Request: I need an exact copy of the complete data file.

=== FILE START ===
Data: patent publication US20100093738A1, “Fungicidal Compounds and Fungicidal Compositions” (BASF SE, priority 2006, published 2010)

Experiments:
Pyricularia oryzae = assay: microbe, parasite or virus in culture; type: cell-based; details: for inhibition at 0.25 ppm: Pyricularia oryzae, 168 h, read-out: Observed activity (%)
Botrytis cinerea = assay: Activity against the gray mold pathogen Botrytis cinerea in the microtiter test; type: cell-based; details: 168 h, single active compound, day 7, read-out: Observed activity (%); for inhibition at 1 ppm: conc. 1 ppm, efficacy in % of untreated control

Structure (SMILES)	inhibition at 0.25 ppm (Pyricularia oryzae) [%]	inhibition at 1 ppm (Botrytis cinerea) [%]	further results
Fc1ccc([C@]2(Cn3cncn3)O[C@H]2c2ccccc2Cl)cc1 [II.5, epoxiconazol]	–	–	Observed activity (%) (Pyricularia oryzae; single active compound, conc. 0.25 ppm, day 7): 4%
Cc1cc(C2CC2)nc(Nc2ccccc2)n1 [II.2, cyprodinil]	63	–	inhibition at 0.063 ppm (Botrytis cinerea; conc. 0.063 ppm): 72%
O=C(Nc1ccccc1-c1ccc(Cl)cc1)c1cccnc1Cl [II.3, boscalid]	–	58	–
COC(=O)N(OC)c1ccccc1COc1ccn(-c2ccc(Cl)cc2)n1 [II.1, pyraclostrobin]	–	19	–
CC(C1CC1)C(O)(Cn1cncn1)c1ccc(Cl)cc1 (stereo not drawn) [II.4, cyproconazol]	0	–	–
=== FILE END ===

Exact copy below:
Data: patent publication US20100093738A1, “Fungicidal Compounds and Fungicidal Compositions” (BASF SE, priority 2006, published 2010)

Experiments:
Pyricularia oryzae = assay: microbe, parasite or virus in culture; type: cell-based; details: for inhibition at 0.25 ppm: Pyricularia oryzae, 168 h, read-out: Observed activity (%)
Botrytis cinerea = assay: Activity against the gray mold pathogen Botrytis cinerea in the microtiter test; type: cell-based; details: 168 h, single active compound, day 7, read-out: Observed activity (%); for inhibition at 1 ppm: conc. 1 ppm, efficacy in % of untreated control

Structure (SMILES)	inhibition at 0.25 ppm (Pyricularia oryzae) [%]	inhibition at 1 ppm (Botrytis cinerea) [%]	further results
Fc1ccc([C@]2(Cn3cncn3)O[C@H]2c2ccccc2Cl)cc1 [II.5, epoxiconazol]	–	–	Observed activity (%) (Pyricularia oryzae; single active compound, conc. 0.25 ppm, day 7): 4%
Cc1cc(C2CC2)nc(Nc2ccccc2)n1 [II.2, cyprodinil]	63	–	inhibition at 0.063 ppm (Botrytis cinerea; conc. 0.063 ppm): 72%
O=C(Nc1ccccc1-c1ccc(Cl)cc1)c1cccnc1Cl [II.3, boscalid]	–	58	–
COC(=O)N(OC)c1ccccc1COc1ccn(-c2ccc(Cl)cc2)n1 [II.1, pyraclostrobin]	–	19	–
CC(C1CC1)C(O)(Cn1cncn1)c1ccc(Cl)cc1 (stereo not drawn) [II.4, cyproconazol]	0	–	–